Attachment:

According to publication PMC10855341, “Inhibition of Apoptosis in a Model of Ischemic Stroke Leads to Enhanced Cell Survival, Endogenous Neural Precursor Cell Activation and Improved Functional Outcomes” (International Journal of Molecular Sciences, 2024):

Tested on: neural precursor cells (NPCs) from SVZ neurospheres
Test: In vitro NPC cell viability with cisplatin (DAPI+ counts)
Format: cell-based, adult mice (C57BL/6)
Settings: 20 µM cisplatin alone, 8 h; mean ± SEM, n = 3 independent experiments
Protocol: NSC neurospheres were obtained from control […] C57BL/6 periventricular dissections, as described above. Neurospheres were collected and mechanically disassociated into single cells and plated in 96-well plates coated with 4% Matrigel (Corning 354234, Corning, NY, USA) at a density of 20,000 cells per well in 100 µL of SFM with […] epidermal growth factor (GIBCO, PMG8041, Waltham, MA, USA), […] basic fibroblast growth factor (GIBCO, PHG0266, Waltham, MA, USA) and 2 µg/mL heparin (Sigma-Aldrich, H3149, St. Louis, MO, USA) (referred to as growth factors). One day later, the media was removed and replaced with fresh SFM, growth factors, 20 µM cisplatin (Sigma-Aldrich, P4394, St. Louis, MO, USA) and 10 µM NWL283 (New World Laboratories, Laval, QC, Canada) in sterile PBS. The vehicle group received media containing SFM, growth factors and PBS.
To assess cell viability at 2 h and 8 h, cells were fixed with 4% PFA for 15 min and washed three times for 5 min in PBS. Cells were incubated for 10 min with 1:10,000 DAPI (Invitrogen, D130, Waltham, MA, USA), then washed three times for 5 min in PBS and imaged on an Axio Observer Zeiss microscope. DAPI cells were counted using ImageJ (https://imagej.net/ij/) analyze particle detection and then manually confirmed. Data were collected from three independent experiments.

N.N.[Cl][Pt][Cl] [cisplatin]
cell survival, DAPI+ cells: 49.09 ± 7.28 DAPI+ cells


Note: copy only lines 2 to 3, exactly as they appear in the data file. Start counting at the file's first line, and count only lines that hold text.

Tested on: neural precursor cells (NPCs) from SVZ neurospheres
Test: In vitro NPC cell viability with cisplatin (DAPI+ counts)